Blogg, föräldraskap, forskning

Fungerar mutor, hot och bestraffning i “barnuppfostran”?

Låt mig börja med att svara ett klart och tydligt nej. Eller som Jesper Juul säger: jodå, bestraffning fungerar utmärkt i det att barnet omedelbart efter bestraffningen utdelats upphör med sitt negativa beteende. Men det får allvarliga oönskade konsekvenser på sikt…(NB. Jesper Juul menar inte att man ska bestraffa sina barn). Så. När vi nu rett ut detta:
Jag fick en fråga om forskning på hot, mutor och bestraffning, blev intresserad och började gräva lite i ämnet. Det här är vad jag kom fram till: att det inte är så enkelt att svara rakt av på frågan om tydliga referenser, eftersom det av etiska skäl finns få studier där man på ett kontrollerat experimentellt sätt skulle kunna hitta stöd för att hot, mutor och straff inte fungerar. Man får helt enkelt plocka ihop lite från olika håll.
Jag har därför inte en komplett lista på referenser, även om jag listar några längst ned, men här är några lästips, som kan ge en del stöd för resonemanget att barn inte mår bra av hot, mutor och verkligen inte av bestraffning. Listan har ingen inbördes rangordning, utan är mer ”random”:
1. Alfie Kohn är lärare och skribent, och verkar vara en mycket sympatisk person som har myntat begreppet Unconditional Parnenting. På hans webbsida kan man ta del av flera intressanta blogg-inlägg. Just det här inlägget handlar om risker när man ger barnet för mycket belöningar – nämligen att man sett i experiment att när barnet belönas tappar det intresset att utföra uppgifter utan belöning.
2. På webbsidan The doctor…. /nedan hittade jag ett intressant blogginlägg av Alice G Walton som handlar om misstag som föräldrar ofta gör. Hon har diskuterat misstagen med olika kliniker och forskare, och framförallt Dr. Alan Sroufe från Minnesota (där man gjort Minnesota Longitudinal Study) har en hel del kloka resonemang om tillit backat av data deras stora MLP forskningsprojekt.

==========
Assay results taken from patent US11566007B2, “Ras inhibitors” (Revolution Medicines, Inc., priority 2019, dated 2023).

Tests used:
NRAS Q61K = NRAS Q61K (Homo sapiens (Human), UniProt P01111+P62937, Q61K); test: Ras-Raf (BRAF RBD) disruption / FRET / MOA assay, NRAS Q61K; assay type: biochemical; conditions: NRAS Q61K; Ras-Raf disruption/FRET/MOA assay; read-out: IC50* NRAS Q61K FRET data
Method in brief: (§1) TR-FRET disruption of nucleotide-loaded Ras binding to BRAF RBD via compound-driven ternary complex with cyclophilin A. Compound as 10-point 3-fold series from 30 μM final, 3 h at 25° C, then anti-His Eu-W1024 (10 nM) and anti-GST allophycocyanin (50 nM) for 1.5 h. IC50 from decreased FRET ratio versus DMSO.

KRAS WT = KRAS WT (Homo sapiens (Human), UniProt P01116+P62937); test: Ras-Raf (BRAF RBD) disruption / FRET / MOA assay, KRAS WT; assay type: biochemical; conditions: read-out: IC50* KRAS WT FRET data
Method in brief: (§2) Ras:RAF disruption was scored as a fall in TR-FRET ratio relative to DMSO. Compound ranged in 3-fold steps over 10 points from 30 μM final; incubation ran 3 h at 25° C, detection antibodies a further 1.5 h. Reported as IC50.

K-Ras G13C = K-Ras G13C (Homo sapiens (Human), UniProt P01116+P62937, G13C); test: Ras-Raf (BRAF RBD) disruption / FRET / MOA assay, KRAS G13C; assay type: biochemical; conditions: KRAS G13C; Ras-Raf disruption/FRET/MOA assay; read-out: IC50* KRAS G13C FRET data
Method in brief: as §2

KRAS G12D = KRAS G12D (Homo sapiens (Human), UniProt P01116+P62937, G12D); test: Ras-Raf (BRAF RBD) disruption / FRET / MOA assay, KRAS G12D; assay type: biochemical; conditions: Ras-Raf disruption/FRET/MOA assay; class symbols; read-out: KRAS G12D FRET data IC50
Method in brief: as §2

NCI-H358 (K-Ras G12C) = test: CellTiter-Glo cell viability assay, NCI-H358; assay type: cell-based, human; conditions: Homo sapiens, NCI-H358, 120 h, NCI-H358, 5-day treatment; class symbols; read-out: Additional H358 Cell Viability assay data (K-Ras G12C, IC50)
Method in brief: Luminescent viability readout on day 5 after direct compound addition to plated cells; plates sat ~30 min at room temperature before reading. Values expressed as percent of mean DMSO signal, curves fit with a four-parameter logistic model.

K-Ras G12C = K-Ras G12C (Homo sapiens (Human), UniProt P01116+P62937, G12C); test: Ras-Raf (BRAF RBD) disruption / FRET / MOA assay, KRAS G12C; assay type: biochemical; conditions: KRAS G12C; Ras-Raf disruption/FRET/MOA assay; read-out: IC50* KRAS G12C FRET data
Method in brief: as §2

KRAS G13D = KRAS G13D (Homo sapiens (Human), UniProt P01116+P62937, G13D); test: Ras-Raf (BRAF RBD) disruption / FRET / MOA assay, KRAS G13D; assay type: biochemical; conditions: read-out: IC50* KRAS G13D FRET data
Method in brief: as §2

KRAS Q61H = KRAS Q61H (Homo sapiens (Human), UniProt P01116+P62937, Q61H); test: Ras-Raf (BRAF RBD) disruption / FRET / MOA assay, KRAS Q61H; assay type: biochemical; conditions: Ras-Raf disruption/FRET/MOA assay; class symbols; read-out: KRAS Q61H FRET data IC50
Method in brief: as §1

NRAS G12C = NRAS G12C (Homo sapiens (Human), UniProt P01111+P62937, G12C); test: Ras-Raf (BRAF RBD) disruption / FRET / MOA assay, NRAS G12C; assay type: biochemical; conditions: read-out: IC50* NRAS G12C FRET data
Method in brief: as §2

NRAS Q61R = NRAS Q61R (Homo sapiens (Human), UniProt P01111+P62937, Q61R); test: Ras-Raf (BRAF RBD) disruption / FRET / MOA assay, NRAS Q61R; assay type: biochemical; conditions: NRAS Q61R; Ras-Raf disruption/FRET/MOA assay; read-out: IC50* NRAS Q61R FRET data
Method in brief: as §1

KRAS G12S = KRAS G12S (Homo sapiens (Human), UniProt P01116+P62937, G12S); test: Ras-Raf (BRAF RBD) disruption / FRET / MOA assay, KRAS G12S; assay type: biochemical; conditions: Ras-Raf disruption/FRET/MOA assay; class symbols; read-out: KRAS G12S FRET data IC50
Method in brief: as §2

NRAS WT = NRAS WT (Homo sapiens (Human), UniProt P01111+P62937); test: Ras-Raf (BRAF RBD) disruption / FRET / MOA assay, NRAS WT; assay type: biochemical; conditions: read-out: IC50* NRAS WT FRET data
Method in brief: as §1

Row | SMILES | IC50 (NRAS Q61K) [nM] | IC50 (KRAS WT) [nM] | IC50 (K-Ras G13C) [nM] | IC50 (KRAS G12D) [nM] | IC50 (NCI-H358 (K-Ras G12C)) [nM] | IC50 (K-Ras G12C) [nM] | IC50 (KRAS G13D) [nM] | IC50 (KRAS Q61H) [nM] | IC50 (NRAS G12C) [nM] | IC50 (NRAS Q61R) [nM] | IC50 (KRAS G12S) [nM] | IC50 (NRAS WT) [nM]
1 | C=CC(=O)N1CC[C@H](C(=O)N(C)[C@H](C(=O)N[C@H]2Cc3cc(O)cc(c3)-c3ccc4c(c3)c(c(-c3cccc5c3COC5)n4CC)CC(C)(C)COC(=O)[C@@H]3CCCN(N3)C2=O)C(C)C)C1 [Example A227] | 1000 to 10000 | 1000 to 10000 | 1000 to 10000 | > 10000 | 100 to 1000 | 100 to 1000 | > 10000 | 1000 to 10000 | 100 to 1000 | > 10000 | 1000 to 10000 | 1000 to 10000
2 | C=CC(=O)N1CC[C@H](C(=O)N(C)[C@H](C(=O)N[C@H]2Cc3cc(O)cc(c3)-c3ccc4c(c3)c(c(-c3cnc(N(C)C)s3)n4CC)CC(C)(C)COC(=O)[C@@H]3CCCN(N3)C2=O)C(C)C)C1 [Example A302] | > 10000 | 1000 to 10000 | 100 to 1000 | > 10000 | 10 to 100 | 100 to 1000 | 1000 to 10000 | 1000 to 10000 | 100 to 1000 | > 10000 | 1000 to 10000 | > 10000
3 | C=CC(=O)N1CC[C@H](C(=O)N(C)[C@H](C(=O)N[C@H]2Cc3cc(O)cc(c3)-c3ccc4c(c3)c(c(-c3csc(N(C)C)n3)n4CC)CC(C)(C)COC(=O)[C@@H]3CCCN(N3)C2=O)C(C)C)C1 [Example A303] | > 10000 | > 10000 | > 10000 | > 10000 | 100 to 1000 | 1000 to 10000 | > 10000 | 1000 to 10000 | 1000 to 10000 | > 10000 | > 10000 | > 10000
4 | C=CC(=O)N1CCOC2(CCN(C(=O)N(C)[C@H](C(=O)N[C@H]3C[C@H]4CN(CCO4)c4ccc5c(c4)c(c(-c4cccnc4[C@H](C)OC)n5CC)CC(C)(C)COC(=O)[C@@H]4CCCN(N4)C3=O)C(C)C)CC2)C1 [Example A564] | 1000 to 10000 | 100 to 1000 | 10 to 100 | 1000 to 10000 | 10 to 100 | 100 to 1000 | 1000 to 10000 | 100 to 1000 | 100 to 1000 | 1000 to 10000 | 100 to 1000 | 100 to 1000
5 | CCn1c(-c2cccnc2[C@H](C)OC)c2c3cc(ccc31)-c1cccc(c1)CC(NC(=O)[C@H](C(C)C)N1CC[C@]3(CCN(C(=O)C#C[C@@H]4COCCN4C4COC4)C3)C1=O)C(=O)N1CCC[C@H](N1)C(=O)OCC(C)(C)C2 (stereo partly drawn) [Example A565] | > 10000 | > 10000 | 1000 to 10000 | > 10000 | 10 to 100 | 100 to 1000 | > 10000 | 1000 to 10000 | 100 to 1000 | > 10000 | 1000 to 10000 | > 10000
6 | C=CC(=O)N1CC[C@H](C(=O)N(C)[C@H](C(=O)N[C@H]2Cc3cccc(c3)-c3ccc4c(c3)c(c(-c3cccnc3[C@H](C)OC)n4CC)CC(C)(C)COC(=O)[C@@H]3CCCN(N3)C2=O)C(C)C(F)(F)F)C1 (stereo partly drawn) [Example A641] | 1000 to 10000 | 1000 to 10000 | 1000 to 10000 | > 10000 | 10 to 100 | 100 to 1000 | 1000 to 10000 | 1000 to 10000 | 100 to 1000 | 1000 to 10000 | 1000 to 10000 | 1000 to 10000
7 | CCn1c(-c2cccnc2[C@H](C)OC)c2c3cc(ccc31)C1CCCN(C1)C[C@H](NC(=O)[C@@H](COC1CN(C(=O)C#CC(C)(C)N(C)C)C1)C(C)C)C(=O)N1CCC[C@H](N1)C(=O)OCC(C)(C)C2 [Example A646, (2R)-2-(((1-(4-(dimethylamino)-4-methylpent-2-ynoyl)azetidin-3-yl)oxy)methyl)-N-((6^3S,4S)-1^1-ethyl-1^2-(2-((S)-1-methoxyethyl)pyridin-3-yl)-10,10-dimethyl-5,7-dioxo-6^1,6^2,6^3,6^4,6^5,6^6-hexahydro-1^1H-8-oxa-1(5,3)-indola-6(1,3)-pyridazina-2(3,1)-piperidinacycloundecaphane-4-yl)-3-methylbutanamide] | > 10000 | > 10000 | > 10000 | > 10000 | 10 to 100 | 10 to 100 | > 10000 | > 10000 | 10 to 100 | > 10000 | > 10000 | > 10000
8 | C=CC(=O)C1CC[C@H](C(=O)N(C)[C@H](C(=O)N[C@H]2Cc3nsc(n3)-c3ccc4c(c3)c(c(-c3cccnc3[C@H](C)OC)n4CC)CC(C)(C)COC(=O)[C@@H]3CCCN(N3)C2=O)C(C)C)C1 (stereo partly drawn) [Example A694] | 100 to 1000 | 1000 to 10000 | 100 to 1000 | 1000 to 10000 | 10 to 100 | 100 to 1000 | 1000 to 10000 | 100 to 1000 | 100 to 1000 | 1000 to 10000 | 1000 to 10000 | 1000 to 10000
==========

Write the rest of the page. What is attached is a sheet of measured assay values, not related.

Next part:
“A child’s feeling of attachment to his parents and caregivers is one of the most important things in a child’s development, especially in the early years. L. Alan Sroufe, PhD, professor emeritus of psychology at the University of Minnesota’s Institute of Child Development, says that threatening your child with abandonment, even in seemingly lighthearted ways, can shake the foundation of security and well-being that you represent. According to Sroufe, when you say things like, “I’m just going to leave you here,” it opens up the possibility that you will not be there to protect and care for them. For a child, the thought that you could leave them alone in a strange place is both terribly frightening and can begin to erode their attachment to you as the secure base from which they can encounter the world.”
(Om Alice: Alice G. Walton, PhD has a BA in English Literature and Biopsychology from Vassar College and a Ph.D. in Psychology from the City University of New York Graduate Center where she focused on biopsychology and behavioral neuroscience. She was a recipient of an NIH fellowship through the Center for the Study of Gene Structure and Function, Hunter College, CUNY.)
3. Jag läste lite från Happiness is here bloggen av en mamma som bland annat skriver om risken att underminera empati hos barn. Jag vet inte exakt vad hon står för i övrigt, hon verkar förespråka Unschooling som ju är ett intressant men komplicerat koncept, men här har hon i mitt tycke en bra artikel med forskningsreferenser.
där hon bland annat skriver: ”Research suggests that our own experiences and feelings distort our ability to be empathetic towards others, and this seems to be exactly what we do to children. We intervene in social situations to punish, shame, dismiss, praise, force, and many more things that cause either positive or negative feelings, leading children to be so focused on their own emotions and reactions that they are no longer able to empathise with others. We step in and control situations, or lay down rules, instead of allowing children to learn from social interactions.  We shut down opportunities for children to feel empathy, which in turn leads us to believe they are selfish, and then we decide they need to be taught to be empathetic.”